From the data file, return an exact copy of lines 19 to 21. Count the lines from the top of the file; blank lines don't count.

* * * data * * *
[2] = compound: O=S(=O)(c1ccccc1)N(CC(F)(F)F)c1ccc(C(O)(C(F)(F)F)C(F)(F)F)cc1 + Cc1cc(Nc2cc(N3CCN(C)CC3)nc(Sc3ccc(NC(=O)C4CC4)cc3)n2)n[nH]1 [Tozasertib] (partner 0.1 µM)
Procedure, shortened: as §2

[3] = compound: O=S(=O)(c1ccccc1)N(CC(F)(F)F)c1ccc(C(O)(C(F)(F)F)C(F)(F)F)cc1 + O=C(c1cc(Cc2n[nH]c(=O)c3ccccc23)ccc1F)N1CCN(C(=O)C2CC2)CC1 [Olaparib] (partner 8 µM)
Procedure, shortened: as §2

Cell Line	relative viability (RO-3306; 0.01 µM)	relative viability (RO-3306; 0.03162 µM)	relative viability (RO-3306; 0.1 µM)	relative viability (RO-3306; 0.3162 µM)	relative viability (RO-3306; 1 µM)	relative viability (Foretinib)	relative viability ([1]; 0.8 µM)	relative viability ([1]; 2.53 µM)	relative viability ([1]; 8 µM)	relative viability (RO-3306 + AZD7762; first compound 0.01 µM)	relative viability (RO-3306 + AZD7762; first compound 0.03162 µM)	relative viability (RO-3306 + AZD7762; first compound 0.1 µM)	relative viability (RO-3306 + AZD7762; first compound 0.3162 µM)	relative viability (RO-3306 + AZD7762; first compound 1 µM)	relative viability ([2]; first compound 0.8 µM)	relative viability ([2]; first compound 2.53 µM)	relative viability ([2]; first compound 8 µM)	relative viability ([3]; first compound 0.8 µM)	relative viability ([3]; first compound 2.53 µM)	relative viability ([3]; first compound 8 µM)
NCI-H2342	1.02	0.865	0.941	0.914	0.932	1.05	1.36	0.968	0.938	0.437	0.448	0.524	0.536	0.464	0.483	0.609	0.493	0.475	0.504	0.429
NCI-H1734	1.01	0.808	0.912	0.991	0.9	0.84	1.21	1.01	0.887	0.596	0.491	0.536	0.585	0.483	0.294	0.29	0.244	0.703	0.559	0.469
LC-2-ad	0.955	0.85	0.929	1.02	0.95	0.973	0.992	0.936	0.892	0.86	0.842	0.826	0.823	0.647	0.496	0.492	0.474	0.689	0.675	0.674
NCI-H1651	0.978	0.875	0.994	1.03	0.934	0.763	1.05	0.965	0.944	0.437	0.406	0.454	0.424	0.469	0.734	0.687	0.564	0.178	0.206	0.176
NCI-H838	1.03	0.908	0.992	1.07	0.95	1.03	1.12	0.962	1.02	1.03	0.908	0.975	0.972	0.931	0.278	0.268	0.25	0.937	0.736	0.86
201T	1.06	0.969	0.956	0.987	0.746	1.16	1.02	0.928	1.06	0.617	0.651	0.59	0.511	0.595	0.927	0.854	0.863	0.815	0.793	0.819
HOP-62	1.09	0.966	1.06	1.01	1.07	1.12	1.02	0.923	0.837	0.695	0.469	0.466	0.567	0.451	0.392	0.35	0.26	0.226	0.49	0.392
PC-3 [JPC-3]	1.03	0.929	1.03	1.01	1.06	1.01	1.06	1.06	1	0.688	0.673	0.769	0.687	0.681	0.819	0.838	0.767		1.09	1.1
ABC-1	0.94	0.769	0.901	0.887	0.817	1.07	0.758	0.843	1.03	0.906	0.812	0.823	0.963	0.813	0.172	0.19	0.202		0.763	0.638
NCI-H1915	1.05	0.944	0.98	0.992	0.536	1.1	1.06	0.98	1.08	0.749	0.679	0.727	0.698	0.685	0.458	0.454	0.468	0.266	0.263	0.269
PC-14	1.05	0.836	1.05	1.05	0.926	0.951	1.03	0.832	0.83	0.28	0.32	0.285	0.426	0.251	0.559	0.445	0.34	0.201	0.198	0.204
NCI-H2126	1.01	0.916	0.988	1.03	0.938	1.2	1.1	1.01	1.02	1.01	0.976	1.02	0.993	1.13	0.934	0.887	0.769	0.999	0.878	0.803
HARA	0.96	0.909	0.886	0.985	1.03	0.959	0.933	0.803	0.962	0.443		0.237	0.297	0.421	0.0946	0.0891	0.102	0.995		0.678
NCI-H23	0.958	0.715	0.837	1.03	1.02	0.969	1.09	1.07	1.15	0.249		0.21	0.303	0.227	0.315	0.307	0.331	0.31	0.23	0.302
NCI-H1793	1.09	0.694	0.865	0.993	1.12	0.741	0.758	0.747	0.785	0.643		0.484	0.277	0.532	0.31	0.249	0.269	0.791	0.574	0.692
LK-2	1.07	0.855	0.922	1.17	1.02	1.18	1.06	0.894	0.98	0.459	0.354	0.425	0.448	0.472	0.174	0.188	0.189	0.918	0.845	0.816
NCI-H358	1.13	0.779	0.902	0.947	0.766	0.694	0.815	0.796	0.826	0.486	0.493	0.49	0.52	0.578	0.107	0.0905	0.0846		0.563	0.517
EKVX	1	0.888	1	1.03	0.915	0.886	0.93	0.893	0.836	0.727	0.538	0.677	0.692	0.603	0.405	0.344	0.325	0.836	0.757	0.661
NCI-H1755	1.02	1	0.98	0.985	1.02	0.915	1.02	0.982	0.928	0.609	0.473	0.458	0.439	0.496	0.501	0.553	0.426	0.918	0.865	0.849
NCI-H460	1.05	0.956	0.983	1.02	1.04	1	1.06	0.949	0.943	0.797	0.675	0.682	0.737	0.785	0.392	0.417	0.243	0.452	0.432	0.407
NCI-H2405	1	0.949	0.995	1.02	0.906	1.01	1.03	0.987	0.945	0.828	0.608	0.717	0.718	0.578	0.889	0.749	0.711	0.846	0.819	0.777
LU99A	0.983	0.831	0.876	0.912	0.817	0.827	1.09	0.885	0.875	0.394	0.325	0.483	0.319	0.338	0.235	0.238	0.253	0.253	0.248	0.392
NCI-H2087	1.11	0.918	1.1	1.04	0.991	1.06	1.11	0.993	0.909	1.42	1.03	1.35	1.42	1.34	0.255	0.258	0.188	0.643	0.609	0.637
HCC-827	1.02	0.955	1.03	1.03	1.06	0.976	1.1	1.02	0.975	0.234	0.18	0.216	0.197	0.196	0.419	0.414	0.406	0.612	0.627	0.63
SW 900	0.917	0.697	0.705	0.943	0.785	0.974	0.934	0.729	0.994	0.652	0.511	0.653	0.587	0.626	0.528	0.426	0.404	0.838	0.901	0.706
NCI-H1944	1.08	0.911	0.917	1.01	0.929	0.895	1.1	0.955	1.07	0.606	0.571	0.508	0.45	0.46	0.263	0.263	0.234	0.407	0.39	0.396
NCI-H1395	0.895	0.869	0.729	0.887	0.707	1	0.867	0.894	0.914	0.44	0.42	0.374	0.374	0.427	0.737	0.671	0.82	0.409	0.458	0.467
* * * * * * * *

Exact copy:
NCI-H23	0.958	0.715	0.837	1.03	1.02	0.969	1.09	1.07	1.15	0.249		0.21	0.303	0.227	0.315	0.307	0.331	0.31	0.23	0.302
NCI-H1793	1.09	0.694	0.865	0.993	1.12	0.741	0.758	0.747	0.785	0.643		0.484	0.277	0.532	0.31	0.249	0.269	0.791	0.574	0.692
LK-2	1.07	0.855	0.922	1.17	1.02	1.18	1.06	0.894	0.98	0.459	0.354	0.425	0.448	0.472	0.174	0.188	0.189	0.918	0.845	0.816